It’s been quite an adventure figuring out the best way to get to school. (I’ll post more about school later when my schedule is finalized.) The easiest, most direct way is to take a blue petit taxi. This will take you exactly where you need to go as long as you know how to get there and somehow manage to explain it to the driver, who usually only speaks a little French. A petit taxi can take up to three passengers to school for 12-15 dirham (less than two dollars).
Next are the white grands taxis. These aren’t actually any bigger than the petits taxis, but they hold twice as many passengers. They have fixed stops and so you have to walk a bit from the stop to the school. Another problem is that if there aren’t a lot of people who want to ride, the driver will often wait until the cab is full before leaving. This means that if you want to get home at a time when not many people are going back to Agdal, you may have to wait quite a while. A grand taxi ride is 4 dirham per person, so it’s much cheaper than a petit taxi if you’re alone but with two or three people the money saved is not worth the discomfort and inconvenience.
A third option is the bus system. There is a bus that runs from near my house in Agdal to a stop very close to the school. A bus ride costs 4 dirham, the same as a grand taxi, but the bus is much more reliable and even more comfortable.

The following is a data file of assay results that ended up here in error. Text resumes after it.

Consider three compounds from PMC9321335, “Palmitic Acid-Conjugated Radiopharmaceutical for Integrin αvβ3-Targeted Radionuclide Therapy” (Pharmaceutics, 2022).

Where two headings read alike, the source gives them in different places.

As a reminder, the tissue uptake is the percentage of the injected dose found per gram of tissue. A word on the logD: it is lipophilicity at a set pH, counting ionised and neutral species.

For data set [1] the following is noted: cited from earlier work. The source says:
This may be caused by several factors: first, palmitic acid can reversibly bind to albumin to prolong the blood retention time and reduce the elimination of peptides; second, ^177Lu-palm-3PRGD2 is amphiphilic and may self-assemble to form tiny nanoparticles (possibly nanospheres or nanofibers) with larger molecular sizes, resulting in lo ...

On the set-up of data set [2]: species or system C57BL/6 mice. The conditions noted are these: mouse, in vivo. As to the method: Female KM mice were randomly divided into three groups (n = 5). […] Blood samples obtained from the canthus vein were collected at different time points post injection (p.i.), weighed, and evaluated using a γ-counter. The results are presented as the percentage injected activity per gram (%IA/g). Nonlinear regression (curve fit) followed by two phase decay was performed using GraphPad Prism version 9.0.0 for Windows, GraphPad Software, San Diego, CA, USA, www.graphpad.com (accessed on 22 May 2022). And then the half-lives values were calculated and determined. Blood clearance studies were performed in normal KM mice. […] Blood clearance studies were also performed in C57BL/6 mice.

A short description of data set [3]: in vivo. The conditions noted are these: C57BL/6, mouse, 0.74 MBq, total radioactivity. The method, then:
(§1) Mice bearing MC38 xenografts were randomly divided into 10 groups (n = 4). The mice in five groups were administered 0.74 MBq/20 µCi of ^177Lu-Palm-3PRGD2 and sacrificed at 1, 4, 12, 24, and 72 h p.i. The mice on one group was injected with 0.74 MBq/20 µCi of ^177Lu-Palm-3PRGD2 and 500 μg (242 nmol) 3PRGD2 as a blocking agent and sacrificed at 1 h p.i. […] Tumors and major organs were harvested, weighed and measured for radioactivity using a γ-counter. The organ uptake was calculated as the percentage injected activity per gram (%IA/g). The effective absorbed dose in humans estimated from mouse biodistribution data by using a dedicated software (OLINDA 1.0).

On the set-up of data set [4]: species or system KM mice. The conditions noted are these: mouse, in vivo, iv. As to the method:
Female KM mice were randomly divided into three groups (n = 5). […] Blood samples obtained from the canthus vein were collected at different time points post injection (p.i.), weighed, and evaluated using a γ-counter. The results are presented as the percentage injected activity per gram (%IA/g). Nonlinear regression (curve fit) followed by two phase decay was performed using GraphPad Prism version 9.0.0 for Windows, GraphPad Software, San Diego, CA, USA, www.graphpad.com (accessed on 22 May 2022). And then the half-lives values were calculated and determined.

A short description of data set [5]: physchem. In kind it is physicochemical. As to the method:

It also may be possible to walk home from school. It seems like we’ll normally take a petit taxi when there are three of us and the bus otherwise.
I’ve been asked what is the weirdest thing I’ve eaten here. There really hasn’t been anything too exotic or strange, and I’m not complaining. A few days ago for dinner we had bits of what turned out to be liver. (I’m still telling myself it was beef, and technically that’s true.) We also managed to find some camel milk at a supermarket. That was interesting enough and now I can say I’ve tried it.
I’m still surprised and delighted by the language diversity. I saw a store with a sign in four languages--Arabic, Amazigh (Tamazight or Berber), French, and Spanish. Four languages and not of them English! It’s also very interesting to listen to local radio. There is a lot of American music, ranging from gospel and country remixes of popular hits to explicit rap. There is also a religious station that broadcasts prayer all day long. Many stations are news and talk shows in Arabic or French or both. In a five-minute period you can hear a single station broadcast in three different languages, and sometimes you can find Spanish and Amazigh as well.
The first few days of school have been pretty hectic, and I’m still not sure of my schedule. There are classes like English that I don’t need to take, classes like Arabic that I can’t take (everyone else in the class speaks it as a first language), and classes like P.E. that I don’t want to take. We’re trying to get that all figured out but for now it’s a bit of a mess.